Answer: I think you mean Loropetalum (Loropetalum chinense). Loropetalum is a finely textured evergreen shrub. It has a loose open form and will grow as high as 12 ft and 6-8 ft wide. Loropetalum has a spreading habit with branches arranged in horizontal layers. Young shrubs have greater spread than height and are densely branched. The flowers are arranged in small clusters with each having 4 narrow straplike petals that droop downward. Flowers resemble those of its close relative the witchhazel (Hamamelis virginiana). There are white and red flowered forms of loropetalum and both bloom prolifically beginning in late winter into spring and then continue sporadically throughout the summer. The green-leafed varieties have fragrant flowers that are white or yellowish. 'Rubra' and 'Razzleberri' are among several named red flowered forms and tend to bloom earlier than the white form. The red forms are much showier in bloom than the white whose flowers tend to get lost with the effect that the shrub just looks like it has lighter foliage color when in bloom.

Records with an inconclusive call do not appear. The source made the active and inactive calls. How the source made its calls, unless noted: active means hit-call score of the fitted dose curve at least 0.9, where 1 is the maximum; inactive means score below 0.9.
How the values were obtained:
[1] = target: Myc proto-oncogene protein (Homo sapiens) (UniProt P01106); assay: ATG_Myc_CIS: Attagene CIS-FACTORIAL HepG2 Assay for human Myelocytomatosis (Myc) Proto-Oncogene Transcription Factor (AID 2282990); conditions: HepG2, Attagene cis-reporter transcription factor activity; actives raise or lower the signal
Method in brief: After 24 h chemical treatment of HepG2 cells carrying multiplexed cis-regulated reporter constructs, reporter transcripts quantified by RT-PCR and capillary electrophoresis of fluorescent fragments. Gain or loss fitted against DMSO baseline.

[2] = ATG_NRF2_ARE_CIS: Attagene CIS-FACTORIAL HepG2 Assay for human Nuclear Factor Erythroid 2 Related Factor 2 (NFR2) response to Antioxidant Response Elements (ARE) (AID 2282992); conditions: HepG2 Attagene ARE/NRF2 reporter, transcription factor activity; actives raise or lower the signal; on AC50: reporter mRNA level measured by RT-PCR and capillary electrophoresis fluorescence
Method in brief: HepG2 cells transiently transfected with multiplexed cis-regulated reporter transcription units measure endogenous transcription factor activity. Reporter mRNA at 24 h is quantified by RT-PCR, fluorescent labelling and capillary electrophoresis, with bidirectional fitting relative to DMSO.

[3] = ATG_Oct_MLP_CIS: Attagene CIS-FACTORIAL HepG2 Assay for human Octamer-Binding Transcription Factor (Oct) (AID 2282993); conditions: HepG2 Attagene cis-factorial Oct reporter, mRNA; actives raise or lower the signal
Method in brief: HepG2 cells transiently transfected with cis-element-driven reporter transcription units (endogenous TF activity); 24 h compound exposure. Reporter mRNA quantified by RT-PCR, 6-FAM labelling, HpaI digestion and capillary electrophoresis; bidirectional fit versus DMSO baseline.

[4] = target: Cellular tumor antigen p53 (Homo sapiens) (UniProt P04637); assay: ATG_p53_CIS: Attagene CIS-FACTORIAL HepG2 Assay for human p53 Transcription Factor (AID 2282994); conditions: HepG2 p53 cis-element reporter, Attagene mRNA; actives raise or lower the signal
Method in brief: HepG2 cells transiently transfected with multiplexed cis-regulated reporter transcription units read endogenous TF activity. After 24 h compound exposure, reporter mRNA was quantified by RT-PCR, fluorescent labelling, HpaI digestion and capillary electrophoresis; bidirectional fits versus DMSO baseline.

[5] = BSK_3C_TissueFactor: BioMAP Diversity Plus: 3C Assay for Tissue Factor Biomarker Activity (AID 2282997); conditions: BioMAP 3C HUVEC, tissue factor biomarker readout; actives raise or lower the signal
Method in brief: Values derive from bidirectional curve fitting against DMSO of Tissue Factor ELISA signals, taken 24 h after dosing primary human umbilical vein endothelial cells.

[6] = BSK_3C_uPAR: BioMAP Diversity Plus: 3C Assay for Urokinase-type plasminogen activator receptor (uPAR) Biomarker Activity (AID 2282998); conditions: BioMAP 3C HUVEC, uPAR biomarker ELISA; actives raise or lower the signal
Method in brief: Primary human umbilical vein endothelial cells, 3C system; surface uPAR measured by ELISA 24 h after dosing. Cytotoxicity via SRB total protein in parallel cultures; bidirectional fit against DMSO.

This plant grows well in organically rich, gritty, acidic soil with good drainage but very adaptable to less than ideal conditions. Loropetalum has few pests and requires no pruning except to maintain desired size. Benefits from fertilizing 2 or 3 times a year. It prefers partial shade. Shifting or high shade is best. It likes moist but well drained soil and is drought tolerant once established. It is hardy in USDA Zones 7-10.
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